Physiology of Circulation

Circulation is the movement of blood through blood vessels, from the heart and then back to the heart. In this section, we discuss various factors affecting circulation.

Velocity of Blood Flow

The velocity of blood flow is slowest in the capillaries. What might account for this? Consider that the aorta branches into the other arteries, and these in turn branch into the arterioles, and so forth until blood finally flows into the capillaries. Each time an artery branches, the total cross-sectional area of the blood vessels increases, reaching the maximum cross-sectional area in the capillaries (Fig. 12.12). The slow rate of blood flow in the capillaries is beneficial because it allows time for the exchange of gases in pulmonary capillaries and for the exchange of gases and nutrients for wastes in systemic capillaries.
     Conversely, blood flow increases as venules combine to form veins, and velocity is faster in the venae cavae than in the smaller veins. The cross-sectional area of the two venae cavae is more than twice that of the aorta, and the velocity of the blood returning to the heart remains low compared to the blood leaving the heart.
In a resting individual, it takes only a minute for a drop of blood to go from the heart to the foot and back again to the heart! Blood pressure causes blood flow because blood always flows from a higher to a lower pressure difference.

Blood Pressure

Blood pressure is the force of blood against a blood vessel wall. You would expect blood pressure to be highest in the aorta. Why? Because the pumping action of the heart forces blood into the aorta. Further, Figure 12.13 shows that systemic blood pressure decreases progressively with distance from the left ventricle. Blood pressure is lowest in the venae cavae because they are farthest from the left ventricle.
     Note also in
Figure 12.13 that blood pressure fluctuates in the arterial system between systolic blood pressure and diastolic blood pressure. Certainly, we can correlate this with the action of the heart. During systole, the left ventricle is pumping blood out of the heart, and during diastole the left ventricle is resting.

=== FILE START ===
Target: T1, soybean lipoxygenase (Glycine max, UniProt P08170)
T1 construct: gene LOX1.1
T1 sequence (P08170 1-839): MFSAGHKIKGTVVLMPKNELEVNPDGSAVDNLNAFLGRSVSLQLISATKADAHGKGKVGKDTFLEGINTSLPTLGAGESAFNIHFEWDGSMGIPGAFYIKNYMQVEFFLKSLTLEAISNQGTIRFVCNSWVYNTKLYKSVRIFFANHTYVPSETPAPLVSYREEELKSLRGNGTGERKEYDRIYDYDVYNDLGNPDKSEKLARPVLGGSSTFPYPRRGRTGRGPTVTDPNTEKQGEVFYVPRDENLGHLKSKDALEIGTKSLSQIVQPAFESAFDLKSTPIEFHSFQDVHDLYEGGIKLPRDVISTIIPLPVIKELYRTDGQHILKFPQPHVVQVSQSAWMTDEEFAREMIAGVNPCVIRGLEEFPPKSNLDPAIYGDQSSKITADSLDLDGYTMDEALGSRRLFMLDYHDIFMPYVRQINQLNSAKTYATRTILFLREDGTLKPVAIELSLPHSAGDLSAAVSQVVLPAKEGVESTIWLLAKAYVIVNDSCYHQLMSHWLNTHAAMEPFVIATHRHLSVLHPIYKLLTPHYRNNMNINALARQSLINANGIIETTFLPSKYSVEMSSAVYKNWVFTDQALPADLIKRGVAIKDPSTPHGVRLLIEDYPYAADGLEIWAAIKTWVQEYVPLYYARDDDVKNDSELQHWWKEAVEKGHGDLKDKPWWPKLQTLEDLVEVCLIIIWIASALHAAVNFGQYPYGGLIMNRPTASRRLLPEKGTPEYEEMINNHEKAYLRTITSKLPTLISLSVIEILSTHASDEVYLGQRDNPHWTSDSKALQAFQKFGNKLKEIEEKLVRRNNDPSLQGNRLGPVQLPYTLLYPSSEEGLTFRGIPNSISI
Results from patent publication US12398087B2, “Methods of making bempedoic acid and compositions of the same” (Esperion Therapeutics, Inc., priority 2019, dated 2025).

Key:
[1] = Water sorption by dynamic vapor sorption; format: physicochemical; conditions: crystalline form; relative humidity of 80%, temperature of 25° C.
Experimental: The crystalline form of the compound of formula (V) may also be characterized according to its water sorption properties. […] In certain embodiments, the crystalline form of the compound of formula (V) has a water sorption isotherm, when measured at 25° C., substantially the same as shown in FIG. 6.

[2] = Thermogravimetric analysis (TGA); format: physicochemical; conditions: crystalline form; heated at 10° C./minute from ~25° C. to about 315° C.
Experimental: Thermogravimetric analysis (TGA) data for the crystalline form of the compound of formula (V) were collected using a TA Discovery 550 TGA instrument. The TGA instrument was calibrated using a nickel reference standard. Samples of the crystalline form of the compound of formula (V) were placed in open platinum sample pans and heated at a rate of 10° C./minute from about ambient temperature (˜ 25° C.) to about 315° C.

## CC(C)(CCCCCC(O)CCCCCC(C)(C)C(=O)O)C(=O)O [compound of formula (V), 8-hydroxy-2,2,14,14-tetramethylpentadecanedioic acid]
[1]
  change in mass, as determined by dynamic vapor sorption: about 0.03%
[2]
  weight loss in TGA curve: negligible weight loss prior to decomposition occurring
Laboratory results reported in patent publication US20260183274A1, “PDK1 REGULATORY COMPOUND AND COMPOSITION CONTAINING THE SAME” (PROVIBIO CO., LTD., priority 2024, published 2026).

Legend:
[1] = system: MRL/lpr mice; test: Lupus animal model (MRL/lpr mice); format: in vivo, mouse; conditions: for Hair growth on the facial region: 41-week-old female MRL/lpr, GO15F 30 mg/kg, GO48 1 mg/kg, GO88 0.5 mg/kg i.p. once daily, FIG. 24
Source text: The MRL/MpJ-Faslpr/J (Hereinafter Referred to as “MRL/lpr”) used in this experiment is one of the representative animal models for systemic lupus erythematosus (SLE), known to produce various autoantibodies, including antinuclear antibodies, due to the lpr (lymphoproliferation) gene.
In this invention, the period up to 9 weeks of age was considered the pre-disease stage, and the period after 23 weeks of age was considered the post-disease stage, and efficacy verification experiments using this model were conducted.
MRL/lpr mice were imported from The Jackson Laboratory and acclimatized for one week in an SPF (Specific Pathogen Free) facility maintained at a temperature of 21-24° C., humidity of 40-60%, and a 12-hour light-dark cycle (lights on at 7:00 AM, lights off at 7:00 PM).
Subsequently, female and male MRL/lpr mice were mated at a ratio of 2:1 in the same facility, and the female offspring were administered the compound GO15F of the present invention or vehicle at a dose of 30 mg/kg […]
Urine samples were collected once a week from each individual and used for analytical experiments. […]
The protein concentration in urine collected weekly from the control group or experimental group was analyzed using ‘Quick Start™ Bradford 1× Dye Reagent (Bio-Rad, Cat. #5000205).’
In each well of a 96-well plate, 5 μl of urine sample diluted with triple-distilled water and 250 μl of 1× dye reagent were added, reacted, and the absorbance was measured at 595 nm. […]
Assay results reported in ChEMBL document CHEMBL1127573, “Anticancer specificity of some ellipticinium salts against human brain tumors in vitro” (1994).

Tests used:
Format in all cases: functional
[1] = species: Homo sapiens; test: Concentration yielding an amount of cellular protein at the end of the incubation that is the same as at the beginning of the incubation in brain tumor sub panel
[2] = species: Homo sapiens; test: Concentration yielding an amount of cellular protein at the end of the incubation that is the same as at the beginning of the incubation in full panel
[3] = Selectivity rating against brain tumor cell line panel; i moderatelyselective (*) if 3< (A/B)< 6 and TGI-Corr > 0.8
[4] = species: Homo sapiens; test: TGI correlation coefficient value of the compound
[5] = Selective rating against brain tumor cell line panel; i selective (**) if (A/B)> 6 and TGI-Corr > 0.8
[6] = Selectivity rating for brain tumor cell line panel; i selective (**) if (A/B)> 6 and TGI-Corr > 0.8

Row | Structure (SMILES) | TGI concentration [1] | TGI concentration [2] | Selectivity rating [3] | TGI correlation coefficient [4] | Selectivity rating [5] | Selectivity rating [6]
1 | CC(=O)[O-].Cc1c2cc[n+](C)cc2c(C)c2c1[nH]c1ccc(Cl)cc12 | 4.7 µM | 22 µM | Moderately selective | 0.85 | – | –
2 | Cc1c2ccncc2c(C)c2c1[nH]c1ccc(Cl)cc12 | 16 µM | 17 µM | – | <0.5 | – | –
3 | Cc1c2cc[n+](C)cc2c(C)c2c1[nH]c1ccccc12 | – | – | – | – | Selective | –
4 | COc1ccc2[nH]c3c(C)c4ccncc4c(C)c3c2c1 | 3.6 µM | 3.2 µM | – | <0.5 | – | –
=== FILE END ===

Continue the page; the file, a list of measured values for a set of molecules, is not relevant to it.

More important than the systolic and diastolic pressure is the mean arterial blood pressure (MABP). What might determine MABP? One factor is cardiac output (CO). In other words, the greater the amount of blood leaving the left ventricle, the greater the pressure of blood against the wall of an artery. Another factor that determines blood pressure is peripheral resistance, which is the friction between blood and the walls of a blood vessel. All things being equal, the smaller the blood vessel, the greater the resistance and the higher the blood pressure. Similarly, total blood vessel length increases blood pressure because a longer vessel offers greater resistance. An obese person is apt to have high blood pressure because about 200 miles of additional blood vessels develop for each extra pound of fat.
Figure 12.12 Velocity of blood flow changes throughout the systemic circuit. Velocity changes according to the total crosssectional area of vessels.
Figure 12.13 Blood pressure changes throughout the systemic circuit. Blood pressure decreases with distance from the left ventricle.
Velocity of blood flow changes throughout the systemic circuit
Blood pressure changes throughout the systemic circuit

Cardiac Output

The heart rate and the stroke volume determine CO. We learned that the heartbeat is intrinsic but is under extrinsic (nervous) control. Therefore, it can speed up. The faster the heart rate, the greater the blood pressure (assuming constant peripheral resistance). Similarly, the larger the stroke volume, the greater the blood pressure. However, stroke volume and heart rate increase blood pressure only if the venous return is adequate.
Venous Return Venous return depends on three factors:
     1. a blood pressure difference-blood pressure is about 16 mm Hg in venules versus 0 mm Hg in the right atrium;
     2. the skeletal muscle pump and the respiratory pump, both of which are effective because of the presence of valves in veins;
     3. total blood volume in the cardiovascular system.
     The skeletal muscle pump works like this: When skeletal muscles contract, they compress the weak walls of the veins. This causes the blood to move past a valve
(Fig. 12.14). Once past the valve, backward pressure of blood closes the valve and prevents its return.
     The respiratory pump works like this: When inhalation occurs, thoracic pressure falls and abdominal pressure rises as the chest expands. This aids the flow of venous blood back to the heart because blood flows in the direction of reduced pressure. During exhalation, the pressure reverses, but the valves in the veins prevent backward flow.